Doomsday Clocks and the End of the World

The world is ending, one second at a time.

Except for when the human creatures get their act together and do something right, then, the end of the world is actually put further off.

That is according to the doomsday clock, which is maintained by the Bulletin of Atomic Scientists. Instituted in 1947, this is an imaginary clock which is supposed to represent how close the world is to Armageddon.

When world events get violent, and dangerous, the committee moves the clock a little closer to midnight. Midnight here represents the end of the world.

However there is hope. When world events calm down, when leaders make good sound decisions, and when peace reigns throughout the world, the clock is actually moved further from midnight, signifying that we are further from the end.

The clock has been moved 19 times, both forward and backward, since it was started at 7 minutes to midnight back in 1947. The last move, back in 2007, brought us from 7 minutes to midnight up to 5 minutes. This happened due to the threat of terrorism, worries about unsecured and unaccounted for nuclear grade materials, and the impact of human civilization on the environment.

The timeline of the clock can be seen at http://www.thebulletin.org/content/doomsday-clock/timeline. While we have been as far away as 17 minutes to midnight, a result of the fall of the USSR and the limitation of nuclear weapons in the early 90’s, since then the clock has fallen to its most dire point yet.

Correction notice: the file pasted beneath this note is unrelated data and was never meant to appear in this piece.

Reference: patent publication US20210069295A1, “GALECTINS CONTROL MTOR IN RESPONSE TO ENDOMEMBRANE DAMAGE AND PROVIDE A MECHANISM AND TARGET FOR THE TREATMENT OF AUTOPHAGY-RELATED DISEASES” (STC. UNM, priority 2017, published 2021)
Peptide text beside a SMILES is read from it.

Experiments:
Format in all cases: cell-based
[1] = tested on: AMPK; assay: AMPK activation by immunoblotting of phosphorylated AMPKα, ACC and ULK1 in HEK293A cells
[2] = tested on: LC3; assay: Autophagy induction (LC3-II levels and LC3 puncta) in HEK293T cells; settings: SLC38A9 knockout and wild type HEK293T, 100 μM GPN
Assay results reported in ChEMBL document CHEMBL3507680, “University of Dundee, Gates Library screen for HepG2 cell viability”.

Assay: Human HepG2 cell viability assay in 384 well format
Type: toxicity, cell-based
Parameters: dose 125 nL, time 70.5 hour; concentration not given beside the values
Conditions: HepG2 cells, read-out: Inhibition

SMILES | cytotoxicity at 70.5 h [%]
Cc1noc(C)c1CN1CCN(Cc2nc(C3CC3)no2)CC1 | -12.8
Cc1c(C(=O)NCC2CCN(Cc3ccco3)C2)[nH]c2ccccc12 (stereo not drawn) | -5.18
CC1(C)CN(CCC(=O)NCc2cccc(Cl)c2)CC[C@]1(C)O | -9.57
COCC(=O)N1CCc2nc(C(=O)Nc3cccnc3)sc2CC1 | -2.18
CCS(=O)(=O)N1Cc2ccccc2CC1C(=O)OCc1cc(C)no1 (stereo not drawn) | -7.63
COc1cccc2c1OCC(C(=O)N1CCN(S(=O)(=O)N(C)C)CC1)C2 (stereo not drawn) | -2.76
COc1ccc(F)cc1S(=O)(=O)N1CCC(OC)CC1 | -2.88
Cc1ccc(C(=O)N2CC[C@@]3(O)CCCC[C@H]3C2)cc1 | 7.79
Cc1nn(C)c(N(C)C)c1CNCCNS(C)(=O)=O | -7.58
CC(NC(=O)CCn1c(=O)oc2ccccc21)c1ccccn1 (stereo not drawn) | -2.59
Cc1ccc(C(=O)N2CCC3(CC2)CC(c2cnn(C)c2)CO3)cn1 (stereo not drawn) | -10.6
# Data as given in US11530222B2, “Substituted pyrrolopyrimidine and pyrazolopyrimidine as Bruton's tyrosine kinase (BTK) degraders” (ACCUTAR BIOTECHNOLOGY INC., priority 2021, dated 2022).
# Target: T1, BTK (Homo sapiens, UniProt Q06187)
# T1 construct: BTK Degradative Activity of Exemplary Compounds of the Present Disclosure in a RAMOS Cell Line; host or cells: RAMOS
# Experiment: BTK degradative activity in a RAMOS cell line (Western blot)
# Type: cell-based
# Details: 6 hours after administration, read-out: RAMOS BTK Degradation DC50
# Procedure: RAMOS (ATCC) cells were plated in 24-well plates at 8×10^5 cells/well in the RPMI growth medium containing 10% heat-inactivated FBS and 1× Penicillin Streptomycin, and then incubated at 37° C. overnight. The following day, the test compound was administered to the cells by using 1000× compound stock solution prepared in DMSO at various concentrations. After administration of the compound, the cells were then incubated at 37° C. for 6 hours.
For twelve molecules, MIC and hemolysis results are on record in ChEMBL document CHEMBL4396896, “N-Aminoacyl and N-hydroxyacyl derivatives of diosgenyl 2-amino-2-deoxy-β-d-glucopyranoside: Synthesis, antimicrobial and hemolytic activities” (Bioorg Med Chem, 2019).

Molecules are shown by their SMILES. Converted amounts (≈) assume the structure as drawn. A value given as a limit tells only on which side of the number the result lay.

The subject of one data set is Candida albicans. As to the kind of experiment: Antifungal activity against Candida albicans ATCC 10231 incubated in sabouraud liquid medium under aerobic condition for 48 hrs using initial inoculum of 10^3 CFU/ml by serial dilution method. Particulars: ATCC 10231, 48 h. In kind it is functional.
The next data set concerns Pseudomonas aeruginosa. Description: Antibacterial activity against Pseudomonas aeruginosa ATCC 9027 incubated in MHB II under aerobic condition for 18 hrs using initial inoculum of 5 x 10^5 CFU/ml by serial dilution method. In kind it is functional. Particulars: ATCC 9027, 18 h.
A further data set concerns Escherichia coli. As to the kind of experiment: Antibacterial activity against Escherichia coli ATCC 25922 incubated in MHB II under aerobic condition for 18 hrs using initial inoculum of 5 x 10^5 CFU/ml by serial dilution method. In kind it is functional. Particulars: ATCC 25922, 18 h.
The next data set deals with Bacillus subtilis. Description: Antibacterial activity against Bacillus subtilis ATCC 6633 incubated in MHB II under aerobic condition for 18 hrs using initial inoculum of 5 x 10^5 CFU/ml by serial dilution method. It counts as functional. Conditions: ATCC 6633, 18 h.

The clock was originally featured on the cover of the societies periodic publication, and was meant as a symbol of the impending danger as represented by nuclear armament. Since then it has been used as a way of making social commentary of world events, and in order to give people a certain perspective on the state of our world, and the history of our potential annihilation. In this way it serves as grim reminder that peace is more than pleasant, it may be the key to the survival of all human kind.

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